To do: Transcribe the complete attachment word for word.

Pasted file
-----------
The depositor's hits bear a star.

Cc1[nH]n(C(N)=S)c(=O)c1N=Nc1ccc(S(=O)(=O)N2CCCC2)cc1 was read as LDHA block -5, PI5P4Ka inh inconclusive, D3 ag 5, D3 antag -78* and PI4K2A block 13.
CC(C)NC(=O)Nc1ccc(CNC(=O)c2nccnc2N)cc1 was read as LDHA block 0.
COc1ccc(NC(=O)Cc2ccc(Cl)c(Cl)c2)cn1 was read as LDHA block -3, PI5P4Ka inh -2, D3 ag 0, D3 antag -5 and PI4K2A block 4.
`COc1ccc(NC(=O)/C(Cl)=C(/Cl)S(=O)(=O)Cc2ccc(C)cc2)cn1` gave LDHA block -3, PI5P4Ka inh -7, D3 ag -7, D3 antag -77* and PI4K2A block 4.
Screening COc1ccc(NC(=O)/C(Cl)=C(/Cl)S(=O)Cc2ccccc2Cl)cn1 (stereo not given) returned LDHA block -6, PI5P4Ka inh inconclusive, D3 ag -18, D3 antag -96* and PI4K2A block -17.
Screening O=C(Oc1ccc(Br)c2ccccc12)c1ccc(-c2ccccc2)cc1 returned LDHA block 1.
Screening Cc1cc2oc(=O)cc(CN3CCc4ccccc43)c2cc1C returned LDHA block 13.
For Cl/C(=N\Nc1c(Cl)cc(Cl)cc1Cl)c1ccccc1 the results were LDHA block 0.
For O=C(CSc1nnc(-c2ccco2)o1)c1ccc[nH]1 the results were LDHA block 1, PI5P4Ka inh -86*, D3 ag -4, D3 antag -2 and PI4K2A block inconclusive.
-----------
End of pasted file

The depositor's hits bear a star.

Cc1[nH]n(C(N)=S)c(=O)c1N=Nc1ccc(S(=O)(=O)N2CCCC2)cc1 was read as LDHA block -5, PI5P4Ka inh inconclusive, D3 ag 5, D3 antag -78* and PI4K2A block 13.
CC(C)NC(=O)Nc1ccc(CNC(=O)c2nccnc2N)cc1 was read as LDHA block 0.
COc1ccc(NC(=O)Cc2ccc(Cl)c(Cl)c2)cn1 was read as LDHA block -3, PI5P4Ka inh -2, D3 ag 0, D3 antag -5 and PI4K2A block 4.
`COc1ccc(NC(=O)/C(Cl)=C(/Cl)S(=O)(=O)Cc2ccc(C)cc2)cn1` gave LDHA block -3, PI5P4Ka inh -7, D3 ag -7, D3 antag -77* and PI4K2A block 4.
Screening COc1ccc(NC(=O)/C(Cl)=C(/Cl)S(=O)Cc2ccccc2Cl)cn1 (stereo not given) returned LDHA block -6, PI5P4Ka inh inconclusive, D3 ag -18, D3 antag -96* and PI4K2A block -17.
Screening O=C(Oc1ccc(Br)c2ccccc12)c1ccc(-c2ccccc2)cc1 returned LDHA block 1.
Screening Cc1cc2oc(=O)cc(CN3CCc4ccccc43)c2cc1C returned LDHA block 13.
For Cl/C(=N\Nc1c(Cl)cc(Cl)cc1Cl)c1ccccc1 the results were LDHA block 0.
For O=C(CSc1nnc(-c2ccco2)o1)c1ccc[nH]1 the results were LDHA block 1, PI5P4Ka inh -86*, D3 ag -4, D3 antag -2 and PI4K2A block inconclusive.